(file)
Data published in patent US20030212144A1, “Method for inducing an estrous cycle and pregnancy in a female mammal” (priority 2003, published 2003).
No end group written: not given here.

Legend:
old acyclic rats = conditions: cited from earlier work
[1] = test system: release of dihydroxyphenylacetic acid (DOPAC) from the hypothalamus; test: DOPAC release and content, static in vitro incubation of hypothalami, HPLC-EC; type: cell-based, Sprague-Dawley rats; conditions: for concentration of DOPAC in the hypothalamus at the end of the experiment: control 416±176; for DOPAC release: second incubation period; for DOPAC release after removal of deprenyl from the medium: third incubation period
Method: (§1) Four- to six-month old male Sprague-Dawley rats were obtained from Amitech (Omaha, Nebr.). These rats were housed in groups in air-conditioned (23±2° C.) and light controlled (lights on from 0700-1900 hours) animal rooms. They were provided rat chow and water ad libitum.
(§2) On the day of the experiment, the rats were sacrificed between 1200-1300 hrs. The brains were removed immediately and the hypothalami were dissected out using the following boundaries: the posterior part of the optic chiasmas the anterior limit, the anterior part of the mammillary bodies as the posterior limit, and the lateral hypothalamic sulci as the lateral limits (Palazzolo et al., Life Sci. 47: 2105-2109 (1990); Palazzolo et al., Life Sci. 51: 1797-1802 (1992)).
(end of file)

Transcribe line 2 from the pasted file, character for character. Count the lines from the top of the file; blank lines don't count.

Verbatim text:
No end group written: not given here.